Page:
More than is the case with many musicians trawling this region of Micronesia, I simply cannot lift any one Asher piece from the whole of his output and consider it separately. So Interference, a limited edition cassette release on the Semata Productions label, is confluent with the nearly 30 releases that precede it. Some have commented that Interference is a distinct departure from Asher’s sound world in being darker, claustrophobic, even apocalyptically so. I’m not feeling that. What’s certain is his choice of source materials, here principally airplane engine emissions, and his nuanced embroidery of feedback and electronic pulses, are evocative, however boiled down and clarified his materials.
Interference, whatever the title intends, does not sound like interference; the wash of sounds emerge and disappear, satellite winks and gentle, neural pulses. The closer you come to Asher’s sound world, the closer the recondite details come forth. Put your ear on Interference with that in mind and you will come away with the pleasure that one experiences when the act of listening itself seems to draw out what is hidden in the murk and shadows of a thing.
By the way, I in no wise intended to suggest Asher’s considerable stream of release over the past five years are indistinguishable. Or mere reiterations of a basic theme. I mean to suggest that taken as just that, streams of ideas and concerns fleshed out over time, Asher’s musical world is coherent, seamless, and can be regarded as multiples of an endlessly yielding archetype. Asher listens to the world compositionally, or as the Tibetans say, “all sounds are mantra”, if heard from a certain frame of mind.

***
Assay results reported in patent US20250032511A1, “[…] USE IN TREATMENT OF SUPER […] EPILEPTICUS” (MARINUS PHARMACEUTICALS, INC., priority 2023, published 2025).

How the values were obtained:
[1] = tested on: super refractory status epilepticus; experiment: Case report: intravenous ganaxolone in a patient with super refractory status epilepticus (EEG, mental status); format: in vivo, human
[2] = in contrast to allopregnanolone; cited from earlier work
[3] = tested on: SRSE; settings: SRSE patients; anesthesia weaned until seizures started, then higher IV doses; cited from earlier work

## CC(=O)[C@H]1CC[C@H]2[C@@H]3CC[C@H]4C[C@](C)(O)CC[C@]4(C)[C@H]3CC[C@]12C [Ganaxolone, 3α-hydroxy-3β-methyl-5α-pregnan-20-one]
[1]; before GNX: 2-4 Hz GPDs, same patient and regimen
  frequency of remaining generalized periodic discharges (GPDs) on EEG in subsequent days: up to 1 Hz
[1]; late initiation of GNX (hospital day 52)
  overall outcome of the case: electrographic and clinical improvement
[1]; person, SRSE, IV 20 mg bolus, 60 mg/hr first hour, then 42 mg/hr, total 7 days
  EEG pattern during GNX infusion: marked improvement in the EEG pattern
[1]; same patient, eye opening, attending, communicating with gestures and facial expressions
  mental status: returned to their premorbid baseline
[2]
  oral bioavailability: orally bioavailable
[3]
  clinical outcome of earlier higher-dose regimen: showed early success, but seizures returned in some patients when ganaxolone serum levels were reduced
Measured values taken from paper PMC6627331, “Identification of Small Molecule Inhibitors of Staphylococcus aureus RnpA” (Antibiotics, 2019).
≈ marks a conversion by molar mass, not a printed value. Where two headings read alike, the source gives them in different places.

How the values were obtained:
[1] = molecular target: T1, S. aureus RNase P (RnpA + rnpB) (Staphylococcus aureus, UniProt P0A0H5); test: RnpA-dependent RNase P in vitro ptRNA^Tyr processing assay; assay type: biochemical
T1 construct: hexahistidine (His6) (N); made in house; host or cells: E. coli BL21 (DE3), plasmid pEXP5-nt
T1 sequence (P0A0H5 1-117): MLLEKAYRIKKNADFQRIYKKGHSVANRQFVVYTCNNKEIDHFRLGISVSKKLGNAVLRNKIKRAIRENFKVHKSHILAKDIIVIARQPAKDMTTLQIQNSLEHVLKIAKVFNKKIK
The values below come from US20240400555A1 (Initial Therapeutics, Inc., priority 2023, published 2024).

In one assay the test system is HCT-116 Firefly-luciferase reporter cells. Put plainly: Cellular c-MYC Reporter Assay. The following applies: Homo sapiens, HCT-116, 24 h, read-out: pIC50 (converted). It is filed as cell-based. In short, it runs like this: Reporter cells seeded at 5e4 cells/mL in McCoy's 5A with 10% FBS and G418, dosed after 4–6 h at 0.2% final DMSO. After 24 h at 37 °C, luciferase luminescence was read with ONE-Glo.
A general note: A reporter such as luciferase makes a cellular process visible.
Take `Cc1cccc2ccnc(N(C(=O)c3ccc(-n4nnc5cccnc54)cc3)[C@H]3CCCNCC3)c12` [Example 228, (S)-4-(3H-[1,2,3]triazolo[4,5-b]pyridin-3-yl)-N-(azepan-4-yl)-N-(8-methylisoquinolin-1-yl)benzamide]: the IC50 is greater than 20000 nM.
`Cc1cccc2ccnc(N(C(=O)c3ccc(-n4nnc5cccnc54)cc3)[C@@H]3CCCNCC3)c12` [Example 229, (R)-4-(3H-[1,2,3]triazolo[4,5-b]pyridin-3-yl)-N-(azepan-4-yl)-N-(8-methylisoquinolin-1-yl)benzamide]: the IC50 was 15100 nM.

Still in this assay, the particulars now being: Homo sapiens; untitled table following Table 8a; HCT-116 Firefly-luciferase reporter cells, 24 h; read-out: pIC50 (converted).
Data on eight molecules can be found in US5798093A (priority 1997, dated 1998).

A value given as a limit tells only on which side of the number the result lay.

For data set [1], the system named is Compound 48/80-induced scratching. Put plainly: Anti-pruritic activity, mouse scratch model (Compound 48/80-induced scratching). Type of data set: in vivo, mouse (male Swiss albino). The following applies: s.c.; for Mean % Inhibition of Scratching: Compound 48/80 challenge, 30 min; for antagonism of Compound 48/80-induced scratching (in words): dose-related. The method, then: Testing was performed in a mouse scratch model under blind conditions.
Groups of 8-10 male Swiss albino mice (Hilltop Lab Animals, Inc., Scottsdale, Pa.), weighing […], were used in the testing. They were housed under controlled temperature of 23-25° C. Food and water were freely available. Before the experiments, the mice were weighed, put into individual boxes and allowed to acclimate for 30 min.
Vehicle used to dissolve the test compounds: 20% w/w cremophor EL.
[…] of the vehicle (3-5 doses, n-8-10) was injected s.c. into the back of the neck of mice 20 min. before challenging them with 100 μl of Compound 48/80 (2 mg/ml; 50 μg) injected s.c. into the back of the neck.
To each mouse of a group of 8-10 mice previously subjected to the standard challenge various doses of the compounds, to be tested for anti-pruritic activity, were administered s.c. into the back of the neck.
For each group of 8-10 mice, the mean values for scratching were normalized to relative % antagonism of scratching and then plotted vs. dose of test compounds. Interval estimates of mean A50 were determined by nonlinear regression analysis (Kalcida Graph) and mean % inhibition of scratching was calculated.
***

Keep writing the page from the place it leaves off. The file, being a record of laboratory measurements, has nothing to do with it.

I am less familiar with Christopher McFall’s work. He too has released an improbable avalanche of works, some 18 or so in five years. The Body As I Left It, as I said earlier, is his second on Sourdine. Here he integrates a broken record player, location samples and a piano presumably sourced from thousands of feet below the Atlantic, judging by the chilling, aquatic sound of it. The record player, at times, seems to provide motoric patterns in several of the seven tracks, hiccoughing a beat on track 3. Track four is reminiscent of Eno’s Music For Airports, as the subtle melody can be measured by breath length. McFall’s approach here displays greater range [not a valuative statement] than Interference, while sharing with Asher a concern for the play of memory, the sense of transience, and the music of the fading and the disintegrating. The Body As I Left It is lush and brooding, generously yielding more and more of its elements with each listen. It is McFall’s work that I find more sobering, even occasionally sinister. He has, like Asher, produced a work whose mark is indelible and unequivocal.
Both of these musicians bring to mind Barnett Newman’s 18 Cantos, which the painter maintained were meant to evoke music; Newman re-creating auras in his multiples, Asher and McFall generating force fields, seemingly monolithic and steady-state, but in fact pulsing with a similar energy to the lithographs.
The impact of these large shapes, unequivocal.
The Barnett Newman paintings are from the 18 Cantos [1963-1964]- from the top,